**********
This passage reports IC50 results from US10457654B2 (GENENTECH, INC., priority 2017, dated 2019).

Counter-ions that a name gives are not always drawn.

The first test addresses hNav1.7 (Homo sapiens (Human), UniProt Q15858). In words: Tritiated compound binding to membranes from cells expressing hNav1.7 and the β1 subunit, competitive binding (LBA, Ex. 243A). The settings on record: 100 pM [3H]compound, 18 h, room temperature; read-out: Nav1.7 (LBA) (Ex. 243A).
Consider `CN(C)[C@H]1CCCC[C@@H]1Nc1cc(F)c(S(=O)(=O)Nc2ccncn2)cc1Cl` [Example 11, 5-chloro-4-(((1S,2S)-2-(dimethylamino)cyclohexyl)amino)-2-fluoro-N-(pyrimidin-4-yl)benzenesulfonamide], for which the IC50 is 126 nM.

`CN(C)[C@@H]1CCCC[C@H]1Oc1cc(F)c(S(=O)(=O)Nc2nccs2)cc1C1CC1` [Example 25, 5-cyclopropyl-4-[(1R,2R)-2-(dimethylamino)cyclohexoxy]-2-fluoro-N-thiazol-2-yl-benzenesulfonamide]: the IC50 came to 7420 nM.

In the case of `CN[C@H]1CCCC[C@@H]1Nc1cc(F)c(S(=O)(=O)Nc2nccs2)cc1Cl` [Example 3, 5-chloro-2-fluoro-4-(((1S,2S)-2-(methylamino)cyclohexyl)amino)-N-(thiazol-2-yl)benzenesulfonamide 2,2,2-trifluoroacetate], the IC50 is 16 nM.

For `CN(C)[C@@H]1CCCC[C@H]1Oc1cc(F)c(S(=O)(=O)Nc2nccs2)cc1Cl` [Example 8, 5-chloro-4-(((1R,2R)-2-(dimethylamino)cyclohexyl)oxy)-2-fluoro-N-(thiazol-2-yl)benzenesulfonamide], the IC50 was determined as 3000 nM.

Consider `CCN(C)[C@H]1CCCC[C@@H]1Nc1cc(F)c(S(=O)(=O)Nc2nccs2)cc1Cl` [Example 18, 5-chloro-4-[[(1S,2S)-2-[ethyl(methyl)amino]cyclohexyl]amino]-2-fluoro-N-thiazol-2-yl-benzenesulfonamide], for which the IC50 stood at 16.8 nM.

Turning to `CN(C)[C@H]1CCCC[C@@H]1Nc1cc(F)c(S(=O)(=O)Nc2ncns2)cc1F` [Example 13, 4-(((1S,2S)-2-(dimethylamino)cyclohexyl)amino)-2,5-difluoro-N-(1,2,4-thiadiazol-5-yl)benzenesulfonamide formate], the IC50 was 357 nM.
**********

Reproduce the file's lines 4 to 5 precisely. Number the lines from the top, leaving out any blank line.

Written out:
Consider `CN(C)[C@H]1CCCC[C@@H]1Nc1cc(F)c(S(=O)(=O)Nc2ccncn2)cc1Cl` [Example 11, 5-chloro-4-(((1S,2S)-2-(dimethylamino)cyclohexyl)amino)-2-fluoro-N-(pyrimidin-4-yl)benzenesulfonamide], for which the IC50 is 126 nM.

`CN(C)[C@@H]1CCCC[C@H]1Oc1cc(F)c(S(=O)(=O)Nc2nccs2)cc1C1CC1` [Example 25, 5-cyclopropyl-4-[(1R,2R)-2-(dimethylamino)cyclohexoxy]-2-fluoro-N-thiazol-2-yl-benzenesulfonamide]: the IC50 came to 7420 nM.